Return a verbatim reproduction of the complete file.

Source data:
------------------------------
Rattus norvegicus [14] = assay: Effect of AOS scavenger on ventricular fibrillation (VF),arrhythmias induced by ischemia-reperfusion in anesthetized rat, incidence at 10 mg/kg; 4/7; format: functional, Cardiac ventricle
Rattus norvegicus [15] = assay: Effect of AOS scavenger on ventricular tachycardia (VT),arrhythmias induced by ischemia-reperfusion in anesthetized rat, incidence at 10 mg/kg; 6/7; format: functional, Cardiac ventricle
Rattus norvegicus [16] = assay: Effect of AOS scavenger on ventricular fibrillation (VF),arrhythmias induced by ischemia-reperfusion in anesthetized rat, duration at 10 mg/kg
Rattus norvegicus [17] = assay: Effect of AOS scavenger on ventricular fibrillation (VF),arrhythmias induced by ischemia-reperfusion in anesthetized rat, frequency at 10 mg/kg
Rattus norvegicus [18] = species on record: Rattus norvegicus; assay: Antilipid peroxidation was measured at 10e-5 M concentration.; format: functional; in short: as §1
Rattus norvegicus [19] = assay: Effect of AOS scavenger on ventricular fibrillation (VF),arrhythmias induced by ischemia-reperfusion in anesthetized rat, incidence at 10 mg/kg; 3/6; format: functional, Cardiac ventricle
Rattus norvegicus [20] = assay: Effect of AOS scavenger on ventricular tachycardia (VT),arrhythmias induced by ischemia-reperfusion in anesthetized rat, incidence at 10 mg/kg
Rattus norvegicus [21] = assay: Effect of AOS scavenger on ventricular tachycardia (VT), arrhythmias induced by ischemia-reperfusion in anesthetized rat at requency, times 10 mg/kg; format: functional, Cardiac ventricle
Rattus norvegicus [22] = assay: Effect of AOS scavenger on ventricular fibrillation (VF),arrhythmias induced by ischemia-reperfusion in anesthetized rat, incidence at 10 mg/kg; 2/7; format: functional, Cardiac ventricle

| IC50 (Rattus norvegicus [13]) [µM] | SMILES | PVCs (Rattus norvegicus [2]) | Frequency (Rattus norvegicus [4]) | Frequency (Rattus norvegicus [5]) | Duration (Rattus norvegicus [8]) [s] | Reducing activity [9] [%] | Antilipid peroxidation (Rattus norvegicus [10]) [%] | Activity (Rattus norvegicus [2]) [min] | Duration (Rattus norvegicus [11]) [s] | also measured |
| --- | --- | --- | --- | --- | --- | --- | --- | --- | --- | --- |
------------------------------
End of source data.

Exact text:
Rattus norvegicus [14] = assay: Effect of AOS scavenger on ventricular fibrillation (VF),arrhythmias induced by ischemia-reperfusion in anesthetized rat, incidence at 10 mg/kg; 4/7; format: functional, Cardiac ventricle
Rattus norvegicus [15] = assay: Effect of AOS scavenger on ventricular tachycardia (VT),arrhythmias induced by ischemia-reperfusion in anesthetized rat, incidence at 10 mg/kg; 6/7; format: functional, Cardiac ventricle
Rattus norvegicus [16] = assay: Effect of AOS scavenger on ventricular fibrillation (VF),arrhythmias induced by ischemia-reperfusion in anesthetized rat, duration at 10 mg/kg
Rattus norvegicus [17] = assay: Effect of AOS scavenger on ventricular fibrillation (VF),arrhythmias induced by ischemia-reperfusion in anesthetized rat, frequency at 10 mg/kg
Rattus norvegicus [18] = species on record: Rattus norvegicus; assay: Antilipid peroxidation was measured at 10e-5 M concentration.; format: functional; in short: as §1
Rattus norvegicus [19] = assay: Effect of AOS scavenger on ventricular fibrillation (VF),arrhythmias induced by ischemia-reperfusion in anesthetized rat, incidence at 10 mg/kg; 3/6; format: functional, Cardiac ventricle
Rattus norvegicus [20] = assay: Effect of AOS scavenger on ventricular tachycardia (VT),arrhythmias induced by ischemia-reperfusion in anesthetized rat, incidence at 10 mg/kg
Rattus norvegicus [21] = assay: Effect of AOS scavenger on ventricular tachycardia (VT), arrhythmias induced by ischemia-reperfusion in anesthetized rat at requency, times 10 mg/kg; format: functional, Cardiac ventricle
Rattus norvegicus [22] = assay: Effect of AOS scavenger on ventricular fibrillation (VF),arrhythmias induced by ischemia-reperfusion in anesthetized rat, incidence at 10 mg/kg; 2/7; format: functional, Cardiac ventricle

| IC50 (Rattus norvegicus [13]) [µM] | SMILES | PVCs (Rattus norvegicus [2]) | Frequency (Rattus norvegicus [4]) | Frequency (Rattus norvegicus [5]) | Duration (Rattus norvegicus [8]) [s] | Reducing activity [9] [%] | Antilipid peroxidation (Rattus norvegicus [10]) [%] | Activity (Rattus norvegicus [2]) [min] | Duration (Rattus norvegicus [11]) [s] | also measured |
| --- | --- | --- | --- | --- | --- | --- | --- | --- | --- | --- |